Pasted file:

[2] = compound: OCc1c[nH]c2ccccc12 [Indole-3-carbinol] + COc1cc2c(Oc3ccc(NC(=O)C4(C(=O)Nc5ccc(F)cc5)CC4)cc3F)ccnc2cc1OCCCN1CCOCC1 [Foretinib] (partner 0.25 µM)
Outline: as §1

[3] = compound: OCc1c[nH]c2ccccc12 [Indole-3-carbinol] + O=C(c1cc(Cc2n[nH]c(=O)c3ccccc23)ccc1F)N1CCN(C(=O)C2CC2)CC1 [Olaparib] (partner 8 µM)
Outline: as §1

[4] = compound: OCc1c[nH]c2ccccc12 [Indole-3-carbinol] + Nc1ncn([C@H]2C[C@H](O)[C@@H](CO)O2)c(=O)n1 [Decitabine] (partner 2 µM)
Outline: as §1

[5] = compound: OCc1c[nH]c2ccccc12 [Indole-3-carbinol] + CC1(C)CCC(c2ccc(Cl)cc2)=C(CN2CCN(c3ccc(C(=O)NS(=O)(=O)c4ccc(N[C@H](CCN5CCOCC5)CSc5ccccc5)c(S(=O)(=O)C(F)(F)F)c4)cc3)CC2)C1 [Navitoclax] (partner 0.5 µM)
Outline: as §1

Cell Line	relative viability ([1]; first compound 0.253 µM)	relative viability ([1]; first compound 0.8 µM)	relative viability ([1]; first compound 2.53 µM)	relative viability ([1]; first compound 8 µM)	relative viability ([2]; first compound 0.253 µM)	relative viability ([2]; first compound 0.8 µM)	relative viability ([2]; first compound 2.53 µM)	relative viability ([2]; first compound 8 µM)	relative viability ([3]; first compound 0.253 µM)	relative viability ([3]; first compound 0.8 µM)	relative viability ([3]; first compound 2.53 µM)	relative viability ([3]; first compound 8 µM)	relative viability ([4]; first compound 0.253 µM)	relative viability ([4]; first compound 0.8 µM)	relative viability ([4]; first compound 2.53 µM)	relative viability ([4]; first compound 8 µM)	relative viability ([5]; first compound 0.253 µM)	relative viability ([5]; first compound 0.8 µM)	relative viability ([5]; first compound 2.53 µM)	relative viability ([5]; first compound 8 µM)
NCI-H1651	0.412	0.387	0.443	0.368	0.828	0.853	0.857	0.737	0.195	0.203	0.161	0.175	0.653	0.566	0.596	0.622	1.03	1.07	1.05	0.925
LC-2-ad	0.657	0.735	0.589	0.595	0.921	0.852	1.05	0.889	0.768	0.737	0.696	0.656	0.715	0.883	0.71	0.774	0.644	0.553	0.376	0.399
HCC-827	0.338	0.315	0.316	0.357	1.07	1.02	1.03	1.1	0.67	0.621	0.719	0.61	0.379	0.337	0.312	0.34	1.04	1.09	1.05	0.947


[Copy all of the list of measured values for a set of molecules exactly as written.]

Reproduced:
[2] = compound: OCc1c[nH]c2ccccc12 [Indole-3-carbinol] + COc1cc2c(Oc3ccc(NC(=O)C4(C(=O)Nc5ccc(F)cc5)CC4)cc3F)ccnc2cc1OCCCN1CCOCC1 [Foretinib] (partner 0.25 µM)
Outline: as §1

[3] = compound: OCc1c[nH]c2ccccc12 [Indole-3-carbinol] + O=C(c1cc(Cc2n[nH]c(=O)c3ccccc23)ccc1F)N1CCN(C(=O)C2CC2)CC1 [Olaparib] (partner 8 µM)
Outline: as §1

[4] = compound: OCc1c[nH]c2ccccc12 [Indole-3-carbinol] + Nc1ncn([C@H]2C[C@H](O)[C@@H](CO)O2)c(=O)n1 [Decitabine] (partner 2 µM)
Outline: as §1

[5] = compound: OCc1c[nH]c2ccccc12 [Indole-3-carbinol] + CC1(C)CCC(c2ccc(Cl)cc2)=C(CN2CCN(c3ccc(C(=O)NS(=O)(=O)c4ccc(N[C@H](CCN5CCOCC5)CSc5ccccc5)c(S(=O)(=O)C(F)(F)F)c4)cc3)CC2)C1 [Navitoclax] (partner 0.5 µM)
Outline: as §1

Cell Line	relative viability ([1]; first compound 0.253 µM)	relative viability ([1]; first compound 0.8 µM)	relative viability ([1]; first compound 2.53 µM)	relative viability ([1]; first compound 8 µM)	relative viability ([2]; first compound 0.253 µM)	relative viability ([2]; first compound 0.8 µM)	relative viability ([2]; first compound 2.53 µM)	relative viability ([2]; first compound 8 µM)	relative viability ([3]; first compound 0.253 µM)	relative viability ([3]; first compound 0.8 µM)	relative viability ([3]; first compound 2.53 µM)	relative viability ([3]; first compound 8 µM)	relative viability ([4]; first compound 0.253 µM)	relative viability ([4]; first compound 0.8 µM)	relative viability ([4]; first compound 2.53 µM)	relative viability ([4]; first compound 8 µM)	relative viability ([5]; first compound 0.253 µM)	relative viability ([5]; first compound 0.8 µM)	relative viability ([5]; first compound 2.53 µM)	relative viability ([5]; first compound 8 µM)
NCI-H1651	0.412	0.387	0.443	0.368	0.828	0.853	0.857	0.737	0.195	0.203	0.161	0.175	0.653	0.566	0.596	0.622	1.03	1.07	1.05	0.925
LC-2-ad	0.657	0.735	0.589	0.595	0.921	0.852	1.05	0.889	0.768	0.737	0.696	0.656	0.715	0.883	0.71	0.774	0.644	0.553	0.376	0.399
HCC-827	0.338	0.315	0.316	0.357	1.07	1.02	1.03	1.1	0.67	0.621	0.719	0.61	0.379	0.337	0.312	0.34	1.04	1.09	1.05	0.947